It’s no secret that the world is experiencing some of the cheapest fuel prices its seen in the last decade and the glut in fuel across the world is helping maintain more affordable prices per litre everywhere. However, there are still some mischievous businesses taking advantage of vulnerable customers. Falling fuel prices should be synonymous across the country and those companies that don’t reduce their prices should be held responsible for bad business practice.
Unfortunately, Queensland across the board has been hit by the worst by these bad practices with fuel at certain bowsers costing more than $1.20 per litre, however within Brisbane city itself customers are enjoying the lowest fuel prices in the last 10 years. If you would like to avoid the higher prices, these are the locations to steer clear of and the ones you can smile about for getting their comeuppance.
Whenever or not there is dubious behaviour in the market, you can rest assured that the Australian Competition and Consumer Commission (ACCC) will get involved at some point and that’s certainly the case here. Customers are fed up so will be pleased to know that there’s an investigation currently underway by the ACCC.
Prices for unleaded fuel on the Gold Coast last week sat at around $0.95 cents per litre according to data from Compare the Market. To buy the very same fuel in Brisbane you would have to pay 121.6 cents, so you can understand the frustration that some motorists would be feeling, especially as we all have access to the same data.
Motorists in Ipswich paid 97.5 cents per litre, whilst over in Goondiwindi near the NSW border and in Emerald in central highlands, the unleaded price for fuel sat at 121.5 cents and 128.3 cents per litre respectively. Those living out in the outback of Queensland town of Cannamulla on Friday last week were exposed to even greater prices, reaching as high as 141.4 cents at the pump.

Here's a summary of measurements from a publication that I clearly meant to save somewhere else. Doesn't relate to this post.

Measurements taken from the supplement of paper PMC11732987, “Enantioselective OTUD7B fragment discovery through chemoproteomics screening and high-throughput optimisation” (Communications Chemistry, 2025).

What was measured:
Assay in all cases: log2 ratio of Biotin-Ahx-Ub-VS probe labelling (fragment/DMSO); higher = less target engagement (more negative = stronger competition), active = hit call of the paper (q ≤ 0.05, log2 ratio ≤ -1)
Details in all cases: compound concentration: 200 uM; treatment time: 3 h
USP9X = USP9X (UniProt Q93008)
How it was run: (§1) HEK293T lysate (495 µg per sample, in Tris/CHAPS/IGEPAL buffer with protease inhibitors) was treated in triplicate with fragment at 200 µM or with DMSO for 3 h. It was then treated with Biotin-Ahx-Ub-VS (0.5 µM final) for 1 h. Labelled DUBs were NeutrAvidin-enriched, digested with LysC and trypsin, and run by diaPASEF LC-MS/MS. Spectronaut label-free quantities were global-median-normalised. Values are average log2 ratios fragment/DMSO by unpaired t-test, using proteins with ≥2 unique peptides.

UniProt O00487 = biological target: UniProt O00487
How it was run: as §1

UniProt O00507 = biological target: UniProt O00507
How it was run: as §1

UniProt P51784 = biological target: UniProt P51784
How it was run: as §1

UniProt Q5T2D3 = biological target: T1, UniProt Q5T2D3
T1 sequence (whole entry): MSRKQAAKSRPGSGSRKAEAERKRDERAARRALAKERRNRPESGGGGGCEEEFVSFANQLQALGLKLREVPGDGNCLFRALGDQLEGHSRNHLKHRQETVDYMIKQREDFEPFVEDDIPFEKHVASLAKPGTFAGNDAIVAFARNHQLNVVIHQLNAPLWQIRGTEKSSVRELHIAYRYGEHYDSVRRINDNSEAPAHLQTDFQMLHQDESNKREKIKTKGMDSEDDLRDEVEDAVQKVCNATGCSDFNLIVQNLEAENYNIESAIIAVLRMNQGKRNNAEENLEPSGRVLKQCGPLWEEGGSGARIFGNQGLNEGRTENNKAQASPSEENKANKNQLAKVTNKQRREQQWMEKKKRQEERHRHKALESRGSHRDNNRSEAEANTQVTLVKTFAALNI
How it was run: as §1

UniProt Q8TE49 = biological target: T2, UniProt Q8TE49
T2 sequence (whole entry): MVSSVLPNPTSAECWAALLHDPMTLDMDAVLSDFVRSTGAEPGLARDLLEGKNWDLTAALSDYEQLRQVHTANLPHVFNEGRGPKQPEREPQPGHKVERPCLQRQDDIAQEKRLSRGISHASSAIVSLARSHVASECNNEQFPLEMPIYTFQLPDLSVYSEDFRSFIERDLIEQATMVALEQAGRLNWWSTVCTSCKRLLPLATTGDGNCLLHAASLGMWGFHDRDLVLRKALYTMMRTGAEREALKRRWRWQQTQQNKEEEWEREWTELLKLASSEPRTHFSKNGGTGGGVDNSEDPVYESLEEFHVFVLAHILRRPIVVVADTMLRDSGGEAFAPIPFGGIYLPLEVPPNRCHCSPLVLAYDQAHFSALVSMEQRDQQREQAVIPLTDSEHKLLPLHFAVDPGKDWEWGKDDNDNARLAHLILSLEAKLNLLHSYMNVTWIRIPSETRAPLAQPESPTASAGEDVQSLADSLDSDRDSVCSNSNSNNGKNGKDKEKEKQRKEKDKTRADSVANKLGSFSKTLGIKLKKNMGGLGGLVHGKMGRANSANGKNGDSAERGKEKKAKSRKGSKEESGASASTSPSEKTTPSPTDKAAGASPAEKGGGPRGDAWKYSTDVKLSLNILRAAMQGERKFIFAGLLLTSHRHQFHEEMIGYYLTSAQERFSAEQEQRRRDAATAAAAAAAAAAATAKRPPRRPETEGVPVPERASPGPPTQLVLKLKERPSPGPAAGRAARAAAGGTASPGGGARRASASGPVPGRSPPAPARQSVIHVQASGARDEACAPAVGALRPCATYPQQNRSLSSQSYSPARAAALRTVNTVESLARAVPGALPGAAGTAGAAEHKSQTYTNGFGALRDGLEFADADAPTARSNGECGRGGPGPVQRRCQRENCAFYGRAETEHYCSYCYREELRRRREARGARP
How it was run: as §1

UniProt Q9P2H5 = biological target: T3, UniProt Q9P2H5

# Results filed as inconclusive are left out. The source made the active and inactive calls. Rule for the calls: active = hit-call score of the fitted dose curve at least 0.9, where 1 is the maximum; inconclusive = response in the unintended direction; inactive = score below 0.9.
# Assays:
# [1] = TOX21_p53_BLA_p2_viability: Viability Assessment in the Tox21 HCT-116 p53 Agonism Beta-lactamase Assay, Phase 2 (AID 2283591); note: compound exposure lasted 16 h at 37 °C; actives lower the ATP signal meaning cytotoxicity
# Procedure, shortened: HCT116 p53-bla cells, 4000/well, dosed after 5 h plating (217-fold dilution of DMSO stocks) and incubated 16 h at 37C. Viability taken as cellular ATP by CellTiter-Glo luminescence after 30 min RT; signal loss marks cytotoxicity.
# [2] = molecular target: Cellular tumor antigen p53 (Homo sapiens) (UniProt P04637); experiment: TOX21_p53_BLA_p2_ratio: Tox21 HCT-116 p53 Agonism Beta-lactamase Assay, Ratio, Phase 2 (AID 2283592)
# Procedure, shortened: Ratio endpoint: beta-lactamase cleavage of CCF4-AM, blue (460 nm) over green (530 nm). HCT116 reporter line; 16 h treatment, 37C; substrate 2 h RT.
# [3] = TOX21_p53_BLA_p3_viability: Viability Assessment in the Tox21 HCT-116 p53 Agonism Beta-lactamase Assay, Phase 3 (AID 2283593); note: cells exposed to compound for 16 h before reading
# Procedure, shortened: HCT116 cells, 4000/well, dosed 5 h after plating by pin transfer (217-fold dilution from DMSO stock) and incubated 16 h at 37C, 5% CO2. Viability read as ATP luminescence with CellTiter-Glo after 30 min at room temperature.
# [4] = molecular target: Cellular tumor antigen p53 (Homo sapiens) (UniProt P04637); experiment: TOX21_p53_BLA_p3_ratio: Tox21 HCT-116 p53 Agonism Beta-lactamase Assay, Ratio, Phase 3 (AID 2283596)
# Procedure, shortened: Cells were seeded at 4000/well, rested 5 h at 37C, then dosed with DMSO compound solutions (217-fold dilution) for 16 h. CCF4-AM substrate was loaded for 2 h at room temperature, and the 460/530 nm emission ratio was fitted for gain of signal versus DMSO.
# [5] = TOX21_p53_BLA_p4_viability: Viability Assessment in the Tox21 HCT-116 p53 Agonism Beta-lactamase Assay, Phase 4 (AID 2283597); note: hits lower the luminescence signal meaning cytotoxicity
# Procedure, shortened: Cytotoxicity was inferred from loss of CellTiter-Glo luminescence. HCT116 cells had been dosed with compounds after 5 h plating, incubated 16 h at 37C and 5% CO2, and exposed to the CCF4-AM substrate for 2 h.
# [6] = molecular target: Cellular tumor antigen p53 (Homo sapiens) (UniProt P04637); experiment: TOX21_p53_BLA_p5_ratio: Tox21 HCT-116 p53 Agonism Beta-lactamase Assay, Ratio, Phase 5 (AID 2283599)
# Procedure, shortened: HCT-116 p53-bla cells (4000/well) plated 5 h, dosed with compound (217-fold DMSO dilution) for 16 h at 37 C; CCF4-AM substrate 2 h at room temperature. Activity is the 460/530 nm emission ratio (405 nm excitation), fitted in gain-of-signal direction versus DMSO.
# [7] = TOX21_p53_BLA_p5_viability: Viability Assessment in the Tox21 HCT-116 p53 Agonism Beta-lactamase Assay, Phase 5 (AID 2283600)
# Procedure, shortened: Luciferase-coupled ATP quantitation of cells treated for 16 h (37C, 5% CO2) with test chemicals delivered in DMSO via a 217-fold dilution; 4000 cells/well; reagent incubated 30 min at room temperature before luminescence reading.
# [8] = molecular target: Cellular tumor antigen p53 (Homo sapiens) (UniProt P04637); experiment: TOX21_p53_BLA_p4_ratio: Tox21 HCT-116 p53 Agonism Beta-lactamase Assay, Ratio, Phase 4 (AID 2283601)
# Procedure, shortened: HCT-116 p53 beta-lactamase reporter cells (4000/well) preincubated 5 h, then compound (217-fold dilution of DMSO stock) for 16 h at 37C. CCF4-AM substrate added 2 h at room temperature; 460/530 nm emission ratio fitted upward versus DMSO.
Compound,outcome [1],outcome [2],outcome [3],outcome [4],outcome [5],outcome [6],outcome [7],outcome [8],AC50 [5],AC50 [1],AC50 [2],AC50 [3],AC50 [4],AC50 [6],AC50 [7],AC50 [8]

This terrible business behaviour that is clearly taking larger profits than necessary from needy customers has resulted in the Main Roads Minister, Mark Bailey to call upon the federal government to provide resources to the ACCC to allow them to set up an enquiry into the scandal.
Bailey mentioned that similar probes from the ACCC had resulted in fuel stations dropping their prices previously in NSW, Tasmania and the Northern Territory. What’s even more frustrating is the fact that the resources of the ACCC have not been called upon earlier to resolve this issue for the customers. It’s a shame that it’s been allowed to get to the point where the federal government has had to make the call to bring in the ACCC to tackle the Queensland fuel market.
The ACCC will begin by focusing its attack on the area of Cairns where the price of fuel has constantly been higher than the rest of the country for some time. Sydney and Melbourne customers have been experiencing fairer prices which on average are two-three cents lower per litre than Queensland stations.
We are still a while away until fuel prices across the country become transparent, which is one way the government believes competition will be more of a level playing field. This is something that the ACCC have already tackled with its victory over the real time petrol price battle with the major fuel companies in Australia. Their source of information will come from a service company called Informed Sources, and the public can apparently expect access to this data by mid 2016.